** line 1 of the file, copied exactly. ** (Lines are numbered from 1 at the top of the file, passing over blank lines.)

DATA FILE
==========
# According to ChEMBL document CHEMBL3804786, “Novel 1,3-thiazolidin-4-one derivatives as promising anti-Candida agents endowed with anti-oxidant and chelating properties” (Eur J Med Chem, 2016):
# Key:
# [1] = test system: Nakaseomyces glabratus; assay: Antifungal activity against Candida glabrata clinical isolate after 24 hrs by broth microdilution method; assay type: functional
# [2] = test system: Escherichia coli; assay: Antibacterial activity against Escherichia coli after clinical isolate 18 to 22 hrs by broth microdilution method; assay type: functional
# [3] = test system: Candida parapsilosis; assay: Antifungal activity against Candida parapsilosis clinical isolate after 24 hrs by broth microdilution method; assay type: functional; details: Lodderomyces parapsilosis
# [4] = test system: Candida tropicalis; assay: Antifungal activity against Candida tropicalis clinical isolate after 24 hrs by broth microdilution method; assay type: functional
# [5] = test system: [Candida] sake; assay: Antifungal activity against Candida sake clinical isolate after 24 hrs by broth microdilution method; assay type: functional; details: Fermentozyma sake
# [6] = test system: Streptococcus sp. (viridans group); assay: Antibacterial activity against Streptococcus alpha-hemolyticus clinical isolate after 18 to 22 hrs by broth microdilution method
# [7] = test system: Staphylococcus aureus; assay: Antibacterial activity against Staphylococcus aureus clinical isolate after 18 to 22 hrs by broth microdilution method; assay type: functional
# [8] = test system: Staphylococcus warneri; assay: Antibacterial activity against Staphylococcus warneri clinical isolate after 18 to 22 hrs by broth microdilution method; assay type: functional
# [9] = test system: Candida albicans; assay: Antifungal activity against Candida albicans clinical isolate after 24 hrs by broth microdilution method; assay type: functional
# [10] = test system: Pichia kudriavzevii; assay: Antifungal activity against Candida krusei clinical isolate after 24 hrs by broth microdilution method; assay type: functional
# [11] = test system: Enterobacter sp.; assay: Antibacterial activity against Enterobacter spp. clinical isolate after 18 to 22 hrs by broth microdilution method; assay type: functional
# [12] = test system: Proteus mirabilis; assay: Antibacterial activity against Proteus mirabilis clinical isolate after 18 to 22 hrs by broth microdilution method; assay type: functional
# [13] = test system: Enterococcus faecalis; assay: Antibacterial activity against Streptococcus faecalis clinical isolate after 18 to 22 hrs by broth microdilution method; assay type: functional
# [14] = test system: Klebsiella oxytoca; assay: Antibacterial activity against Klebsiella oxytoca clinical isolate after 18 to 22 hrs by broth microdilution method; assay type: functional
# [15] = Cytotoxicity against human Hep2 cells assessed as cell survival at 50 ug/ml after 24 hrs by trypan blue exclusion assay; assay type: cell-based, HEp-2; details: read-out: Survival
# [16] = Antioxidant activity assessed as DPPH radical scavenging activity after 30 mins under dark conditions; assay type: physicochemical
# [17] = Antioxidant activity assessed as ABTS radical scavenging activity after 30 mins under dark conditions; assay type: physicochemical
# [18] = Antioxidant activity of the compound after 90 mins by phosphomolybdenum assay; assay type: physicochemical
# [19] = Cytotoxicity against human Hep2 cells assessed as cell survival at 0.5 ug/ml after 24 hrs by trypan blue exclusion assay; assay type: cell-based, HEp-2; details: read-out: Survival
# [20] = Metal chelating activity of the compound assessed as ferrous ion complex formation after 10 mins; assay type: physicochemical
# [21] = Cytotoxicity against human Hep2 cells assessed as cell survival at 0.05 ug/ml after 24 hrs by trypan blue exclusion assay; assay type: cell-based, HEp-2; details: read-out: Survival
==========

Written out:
# According to ChEMBL document CHEMBL3804786, “Novel 1,3-thiazolidin-4-one derivatives as promising anti-Candida agents endowed with anti-oxidant and chelating properties” (Eur J Med Chem, 2016):